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Recently, while updating family and friends on the progress of The Knowledge Bank, I was flabbergasted by a statement made by a man who I have always admired for being a progressive thinker in regards to personal finance as it relates to black people. For the sake of this article, I will refer to him as Rob. Rob is 80 years old and was a college graduate during a time where graduating from college involved a lot more than four years and earning passing grades. The topic of our conversation turned awry for me while discussing the indecent behavior displayed by members of the Jackson family over Michael’s estate or the money and property he left behind after his death. Rob stated that the Jackson’s behavior is exactly why you should not leave money to your family after you die. To make matters worse, he added that he did not have any life insurance that would cover more than the cost of his burial. I about fell out of my chair!!! I felt like I had been hoodwinked, bamboozled, led a stray, run a muck. Who was this person that just made these absurd comments? It couldn’t be the man who I had admired for his professionalism and his intelligence? Despite my disbelief, it was.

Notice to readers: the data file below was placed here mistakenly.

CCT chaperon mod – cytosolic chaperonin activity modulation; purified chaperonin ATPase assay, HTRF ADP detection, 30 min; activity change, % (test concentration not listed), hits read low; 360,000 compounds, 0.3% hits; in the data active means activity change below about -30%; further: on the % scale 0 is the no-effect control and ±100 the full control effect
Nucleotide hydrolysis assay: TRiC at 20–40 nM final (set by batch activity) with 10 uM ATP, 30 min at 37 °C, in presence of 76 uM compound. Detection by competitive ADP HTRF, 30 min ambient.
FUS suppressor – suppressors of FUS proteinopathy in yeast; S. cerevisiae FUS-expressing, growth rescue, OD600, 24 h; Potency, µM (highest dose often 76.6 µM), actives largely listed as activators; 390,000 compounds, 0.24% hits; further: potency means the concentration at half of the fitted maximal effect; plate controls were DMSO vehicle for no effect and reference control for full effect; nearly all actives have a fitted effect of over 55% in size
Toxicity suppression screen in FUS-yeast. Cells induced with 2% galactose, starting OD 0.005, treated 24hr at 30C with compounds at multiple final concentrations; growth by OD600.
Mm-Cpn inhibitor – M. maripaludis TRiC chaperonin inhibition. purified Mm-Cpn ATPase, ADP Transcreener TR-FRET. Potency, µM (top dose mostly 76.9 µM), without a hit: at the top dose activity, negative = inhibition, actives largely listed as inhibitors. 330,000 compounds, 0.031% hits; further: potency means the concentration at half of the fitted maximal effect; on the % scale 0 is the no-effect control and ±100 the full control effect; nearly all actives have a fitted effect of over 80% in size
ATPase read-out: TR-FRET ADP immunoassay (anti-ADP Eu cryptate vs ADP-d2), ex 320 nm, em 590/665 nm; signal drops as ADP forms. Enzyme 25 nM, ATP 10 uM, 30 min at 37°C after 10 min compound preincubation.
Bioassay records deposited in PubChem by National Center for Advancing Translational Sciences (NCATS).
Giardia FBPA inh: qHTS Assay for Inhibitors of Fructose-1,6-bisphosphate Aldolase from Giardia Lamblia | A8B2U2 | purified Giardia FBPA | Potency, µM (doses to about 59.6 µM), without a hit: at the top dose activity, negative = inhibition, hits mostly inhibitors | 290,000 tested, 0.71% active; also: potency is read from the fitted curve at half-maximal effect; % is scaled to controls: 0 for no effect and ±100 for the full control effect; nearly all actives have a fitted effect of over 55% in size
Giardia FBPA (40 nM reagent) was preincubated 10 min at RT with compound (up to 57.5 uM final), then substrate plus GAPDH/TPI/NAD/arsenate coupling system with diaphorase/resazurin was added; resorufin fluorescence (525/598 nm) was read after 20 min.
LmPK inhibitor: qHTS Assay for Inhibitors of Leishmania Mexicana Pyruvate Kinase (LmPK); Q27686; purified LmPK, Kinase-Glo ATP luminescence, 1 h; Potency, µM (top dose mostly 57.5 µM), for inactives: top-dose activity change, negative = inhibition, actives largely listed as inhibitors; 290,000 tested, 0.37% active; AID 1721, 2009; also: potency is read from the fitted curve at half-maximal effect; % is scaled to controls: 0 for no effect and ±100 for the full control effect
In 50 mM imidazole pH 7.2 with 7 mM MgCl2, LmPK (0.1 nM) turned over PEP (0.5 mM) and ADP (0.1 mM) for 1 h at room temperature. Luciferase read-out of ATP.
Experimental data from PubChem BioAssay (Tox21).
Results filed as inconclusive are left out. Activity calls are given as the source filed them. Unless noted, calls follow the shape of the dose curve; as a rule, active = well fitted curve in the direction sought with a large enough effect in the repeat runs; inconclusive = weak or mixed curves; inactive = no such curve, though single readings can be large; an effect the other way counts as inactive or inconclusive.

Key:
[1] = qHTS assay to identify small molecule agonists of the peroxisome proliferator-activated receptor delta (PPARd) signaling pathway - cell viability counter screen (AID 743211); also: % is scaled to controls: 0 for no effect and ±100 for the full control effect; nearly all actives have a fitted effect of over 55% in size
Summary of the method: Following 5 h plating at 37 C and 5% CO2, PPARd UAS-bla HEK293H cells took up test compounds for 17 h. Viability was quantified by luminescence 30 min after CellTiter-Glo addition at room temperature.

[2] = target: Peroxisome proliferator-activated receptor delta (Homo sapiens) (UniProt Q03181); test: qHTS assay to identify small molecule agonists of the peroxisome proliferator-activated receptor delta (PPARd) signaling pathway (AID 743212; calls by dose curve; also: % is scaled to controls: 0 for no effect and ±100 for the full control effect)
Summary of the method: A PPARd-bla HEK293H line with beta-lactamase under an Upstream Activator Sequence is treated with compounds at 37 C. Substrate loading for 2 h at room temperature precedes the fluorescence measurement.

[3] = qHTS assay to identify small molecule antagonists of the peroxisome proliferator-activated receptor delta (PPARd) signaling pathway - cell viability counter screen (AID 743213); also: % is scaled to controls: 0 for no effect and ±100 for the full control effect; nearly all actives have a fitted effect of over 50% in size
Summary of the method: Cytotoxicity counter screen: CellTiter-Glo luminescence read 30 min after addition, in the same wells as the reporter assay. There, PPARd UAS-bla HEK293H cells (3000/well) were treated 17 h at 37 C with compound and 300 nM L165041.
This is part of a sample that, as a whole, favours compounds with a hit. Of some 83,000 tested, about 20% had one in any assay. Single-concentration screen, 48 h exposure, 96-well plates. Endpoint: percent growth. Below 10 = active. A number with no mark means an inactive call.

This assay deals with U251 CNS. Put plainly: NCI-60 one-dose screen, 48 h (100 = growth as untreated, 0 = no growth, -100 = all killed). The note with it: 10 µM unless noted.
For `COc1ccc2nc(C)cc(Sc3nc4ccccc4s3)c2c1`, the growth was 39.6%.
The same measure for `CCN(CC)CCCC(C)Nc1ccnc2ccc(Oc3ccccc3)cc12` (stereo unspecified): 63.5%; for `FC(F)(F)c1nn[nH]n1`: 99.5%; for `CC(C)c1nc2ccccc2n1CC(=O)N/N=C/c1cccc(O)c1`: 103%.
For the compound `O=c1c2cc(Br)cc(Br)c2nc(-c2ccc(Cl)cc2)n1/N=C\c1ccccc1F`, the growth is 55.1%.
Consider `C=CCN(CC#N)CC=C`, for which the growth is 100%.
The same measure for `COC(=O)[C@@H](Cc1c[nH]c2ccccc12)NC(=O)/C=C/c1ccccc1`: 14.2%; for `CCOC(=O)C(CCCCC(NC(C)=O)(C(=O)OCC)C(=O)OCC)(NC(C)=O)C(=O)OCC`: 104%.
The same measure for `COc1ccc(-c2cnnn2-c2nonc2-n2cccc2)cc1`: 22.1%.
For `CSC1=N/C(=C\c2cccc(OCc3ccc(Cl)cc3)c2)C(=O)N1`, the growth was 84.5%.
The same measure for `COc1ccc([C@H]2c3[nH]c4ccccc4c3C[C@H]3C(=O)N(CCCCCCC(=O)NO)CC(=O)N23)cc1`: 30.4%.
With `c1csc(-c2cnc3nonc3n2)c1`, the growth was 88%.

Prior to the conversation with my family and friends that included Rob, I had been disturbed by a statistic I read regarding the wealth disparity between whites and blacks. According to the U.S. Census Bureau, on average, Caucasians have 22 times more wealth than blacks. The usual suspects that contribute to the wealth disparity are underwhelming statistics related to the education, the employment and the income of African Americans. I would like to add the failure to prioritize leaving an inheritance to future generations to the list of contributors to the wealth disparity.